End of Road for Oakland: Justices Block Raiders Bid : Scrimmage Lasted for 6 Years
The six-year battle over the move of the Raiders football team to Los Angeles ended in final defeat for Oakland today when the U.S. Supreme Court declined to consider the city’s lawsuit to force the team’s return to the East Bay.
“It’s all over,” a jubilant Joseph Alioto, the Raiders’ lawyer, exclaimed by telephone from San Francisco. “It’s a great day for Los Angeles. It’s a great day for the American Constitution. . . . The comedy is over.”
In letting Oakland’s suit die, the justices declined to comment on the city’s novel legal theory that the power of eminent domain, allowing governments to take over private property for public use, applied to a professional football team.
“The illegal conspiracy on eminent domain by (NFL Commissioner) Pete Rozelle and the City of Oakland is finally broken,” the Raiders said in a prepared statement.
“The City of Oakland and the National Football League are now clearly responsible for damages and attorneys fees resulting from persecution, harassment and illegal efforts to drive the Raiders out of football.
“We have won in court. We have won in Congress, but the insidious reach of Pete Rozelle still continues in every direction to maintain this illegal conspiracy.”
A spokesman for the NFL said the league planned no comment because the league was not a party to the suit. Spokesmen for the City of Oakland could not be reached for immediate comment on the Supreme Court action.
William Robertson, president of the Los Angeles Memorial Coliseum Commission, described the Supreme Court’s action as a “complete vindication” of the commission’s active efforts to bring the Raiders to the Coliseum, forsaken by the Los Angeles Rams in 1978.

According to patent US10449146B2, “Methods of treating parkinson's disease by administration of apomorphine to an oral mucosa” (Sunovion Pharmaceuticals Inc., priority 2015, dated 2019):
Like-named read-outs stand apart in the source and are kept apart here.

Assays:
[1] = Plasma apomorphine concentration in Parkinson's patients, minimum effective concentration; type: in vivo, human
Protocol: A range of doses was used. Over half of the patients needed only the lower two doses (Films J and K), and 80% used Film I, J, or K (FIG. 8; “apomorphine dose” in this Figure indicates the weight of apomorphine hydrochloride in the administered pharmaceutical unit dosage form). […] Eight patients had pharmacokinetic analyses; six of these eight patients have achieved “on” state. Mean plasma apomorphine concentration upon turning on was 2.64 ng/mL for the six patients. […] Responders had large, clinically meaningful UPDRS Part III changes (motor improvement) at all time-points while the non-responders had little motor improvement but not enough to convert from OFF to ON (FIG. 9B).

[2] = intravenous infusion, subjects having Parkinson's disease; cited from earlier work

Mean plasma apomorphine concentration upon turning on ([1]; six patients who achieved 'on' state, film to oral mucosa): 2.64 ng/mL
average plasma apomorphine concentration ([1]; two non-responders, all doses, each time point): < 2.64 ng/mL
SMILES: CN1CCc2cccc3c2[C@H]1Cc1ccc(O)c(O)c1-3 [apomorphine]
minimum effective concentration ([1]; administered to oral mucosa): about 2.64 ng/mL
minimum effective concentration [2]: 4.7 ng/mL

“The Coliseum Commission has won every battle, which proves that justice will prevail. It’s a great day for the commission and a great day for the Raiders,” Robertson said.
The Raider-NFL battle began in 1980 when Al Davis, operating general partner of the Raiders, sought to move the team to Los Angeles after 19 years in Oakland. The NFL blocked the move in court, but Davis succeeded two years later and Oakland filed its eminent domain suit.
The final action today was foreshadowed in late February when the California Supreme Court let stand an appellate ruling that the Raiders could remain in Los Angeles.
The appellate court ruled in November that permitting Oakland to reclaim the Raiders under the power of eminent domain would violate a constitutional prohibition against the interference with interstate commerce.
“This is the precise brand of parochial meddling with the national economy that the commerce clause (of the U.S. Constitution) was designed to prohibit,” the appeals court said, noting that the NFL is a nationwide business.
The Raiders now plan to return to the Salinas County Superior Court that first approved the club’s move from Oakland to press for damages and attorneys fees, totaling about $25 million, according to Alioto.